In this book Cornelia Jantzen explores the basis of this radical viewpoint. Throughout, she provides many practical examples that explore various aspects of dyslexia, giving parents and teachers greater confidence when dealing with the challenges that dyslexia presents.
Here is a helpful and encouraging book for anyone looking for new insights into the enigma of dyslexia.
From the preface:
There could scarcely be a clearer, more shocking indictment of the effects on a child of traditional verdicts about dyslexics: as people incapable of learning, low in intelligence, and defective. Cornelia Jantzen’s book gives a striking account of how she overcame this common, narrowly prejudiced view of dyslexia. Through daily observations, encounters, and experiences, she involves us in a process that gives greater insight into the special mode of perception and thinking of dyslexic children.
— Felicitas Vogt
C O N T E N T S:
Preface by Felicitas Vogt
A Proper Book Needs an Introduction by Cornelia Jantzen
Foreword to the Second Edition
PART I: How we’ve been maltreated…
The phenomenon of Dyslexia
Solving the Riddle of Dyslexia
Rudolf Steiner—a Dyslexic?
From Natural Talent to Manufactured Disability
PART II: …but let’s focus on the area of real capabilities
The Gift of Dyslexia
Spelling—an Outmoded Relic?
A Glimpse into Brain Physiology Research
PART III: …and now for some kind of connecting bridge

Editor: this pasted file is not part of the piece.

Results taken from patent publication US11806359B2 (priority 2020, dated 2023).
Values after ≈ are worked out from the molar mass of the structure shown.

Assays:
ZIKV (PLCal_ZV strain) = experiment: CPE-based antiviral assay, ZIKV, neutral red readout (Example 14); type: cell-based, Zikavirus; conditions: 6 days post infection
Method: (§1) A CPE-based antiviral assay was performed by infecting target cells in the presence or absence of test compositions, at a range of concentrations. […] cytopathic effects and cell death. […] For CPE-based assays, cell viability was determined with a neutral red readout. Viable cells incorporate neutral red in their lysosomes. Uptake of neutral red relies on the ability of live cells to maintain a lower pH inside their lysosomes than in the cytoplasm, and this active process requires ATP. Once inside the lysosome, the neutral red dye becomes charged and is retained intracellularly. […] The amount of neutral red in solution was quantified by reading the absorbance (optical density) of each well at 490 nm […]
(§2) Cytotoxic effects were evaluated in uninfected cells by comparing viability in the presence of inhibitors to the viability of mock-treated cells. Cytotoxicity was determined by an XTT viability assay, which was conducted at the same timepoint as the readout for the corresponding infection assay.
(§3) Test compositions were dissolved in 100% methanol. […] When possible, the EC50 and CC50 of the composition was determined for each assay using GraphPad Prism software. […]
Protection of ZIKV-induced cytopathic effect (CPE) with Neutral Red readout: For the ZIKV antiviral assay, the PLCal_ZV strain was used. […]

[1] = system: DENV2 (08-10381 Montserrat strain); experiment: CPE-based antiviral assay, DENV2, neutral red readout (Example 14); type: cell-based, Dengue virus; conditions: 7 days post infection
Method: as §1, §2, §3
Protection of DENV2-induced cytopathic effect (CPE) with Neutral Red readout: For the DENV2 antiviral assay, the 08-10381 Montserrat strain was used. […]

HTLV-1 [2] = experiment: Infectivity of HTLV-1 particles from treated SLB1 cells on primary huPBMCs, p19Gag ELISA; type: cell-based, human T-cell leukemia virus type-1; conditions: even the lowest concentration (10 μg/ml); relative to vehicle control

Engaging with Reading Texts
Thinking about Grammar
Digression: Visible Language
Pictorial Thinking Exercises
Food for Thought
To End With (not an Afterword)
1. Samples of Dyslexics’ Writing—a Different View
2. Further Information on the Davis Method
3. Learning Aids
People with dyslexia struggle with standard methods of learning to read and write, which are not tailored to their multi-dimensional, visual ways of thinking. However, these same people are often highly imaginative, intuitive and creative.
I especially like that Jantzen explores the methods developed by Ronald Davis, author of The Gift of Dyslexia. His approach enables students to use all their senses in learning written language. Jantzen further analyses Rudolf Steiner’s thoughts on learning— how his own difficulties with reading and writing informed his teaching methods, and ultimately how these have been carried forward into Steiner-Waldorf education.